The Rise And Fall Of Oil, Natural Gas During 2008

It's been an interesting year (2008) for oil and natural gas markets. As of December 22, crude prices have fallen sharply in recent days and several traders were squaring positions ahead of the holiday break. Oil prices tumbled below $40 a barrel Monday as business news indicated a worsening global economic climate and serious deterioration in energy demand. Light, sweet crude for February delivery fell $2.45, or nearly 6 percent, to settle at $39.91 a barrel on the New York Mercantile Exchange. Crude prices have tumbled 70 percent since peaking above $147 in July. Volume was thin as traders sought to close out the worst-ever year for oil futures, which are now down almost 60 percent since January. U.S. crude for February delivery rose on Dec. 23rd by 11 cents to $40.02 a barrel by 7:44 a.m. EST after falling 6 percent on Monday. ICE Brent rose 20 cents to $41.65 a barrel. As far as natural gas is concerned, on Dec. 22, "The combination of strong supply growth and rapidly declining demand has caused an ugly natural gas outlook to turn much worse," Raymond James analyst J. Marshall Adkins wrote in a research note Monday. Manufactures are slashing production, further eroding prices for natural gas that is used to power machinery. Natural gas for January delivery fell 4 cents to settle at $5.294 per 1,000 cubic feet.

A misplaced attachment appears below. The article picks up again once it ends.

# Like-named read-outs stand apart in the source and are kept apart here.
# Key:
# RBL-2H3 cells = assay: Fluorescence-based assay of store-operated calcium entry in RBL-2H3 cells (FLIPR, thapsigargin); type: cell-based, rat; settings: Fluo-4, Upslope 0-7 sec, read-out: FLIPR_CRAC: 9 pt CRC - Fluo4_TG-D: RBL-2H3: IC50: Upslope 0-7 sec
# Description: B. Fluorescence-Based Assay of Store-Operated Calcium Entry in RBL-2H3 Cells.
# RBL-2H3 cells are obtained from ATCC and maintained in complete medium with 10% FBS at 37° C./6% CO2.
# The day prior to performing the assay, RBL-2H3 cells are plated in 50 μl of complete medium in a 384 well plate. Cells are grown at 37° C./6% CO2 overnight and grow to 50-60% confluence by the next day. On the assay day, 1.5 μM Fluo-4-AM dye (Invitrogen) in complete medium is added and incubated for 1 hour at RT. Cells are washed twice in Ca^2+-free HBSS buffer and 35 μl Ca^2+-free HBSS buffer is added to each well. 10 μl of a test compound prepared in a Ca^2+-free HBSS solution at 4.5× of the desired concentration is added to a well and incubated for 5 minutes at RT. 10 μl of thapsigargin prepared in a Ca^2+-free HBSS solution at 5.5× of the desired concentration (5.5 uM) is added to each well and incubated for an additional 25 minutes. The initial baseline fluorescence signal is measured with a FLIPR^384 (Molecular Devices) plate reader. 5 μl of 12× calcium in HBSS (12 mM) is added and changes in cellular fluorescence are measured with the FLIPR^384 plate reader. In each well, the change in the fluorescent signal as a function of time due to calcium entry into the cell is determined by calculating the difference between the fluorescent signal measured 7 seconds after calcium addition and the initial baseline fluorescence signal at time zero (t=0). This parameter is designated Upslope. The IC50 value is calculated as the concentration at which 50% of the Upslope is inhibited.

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Comment by Gone Fishin on December 30, 2008 at 9:15am
Is anyone brave enough to give a 5 year outlook on natural gas. Here is a us gov. outlook from december.

Prices. The Henry Hub spot price averaged $6.87 per Mcf in November. Natural gas prices, which have declined from a monthly average of $13.06 per Mcf in June, reflect the impact of increased domestic production, the weak economy, and lower oil prices. While these factors are expected to lead to lower natural gas prices throughout the forecast period, the pass-through of higher natural gas prices paid earlier in the year for supplies that will be called upon to meet winter demand is expected to contribute to a small increase in heating expenditures this winter for households that use gas as their primary heating fuel. On an annual basis, the Henry Hub spot price is expected to average $9.17 per Mcf in 2008 and $6.25 per Mcf in 2009, compared with $7.17 per Mcf in 2007.

http://www.eia.doe.gov/steo
Comment by Keith Mauck (Site Publisher) on December 29, 2008 at 8:23pm
Thanks for the post!

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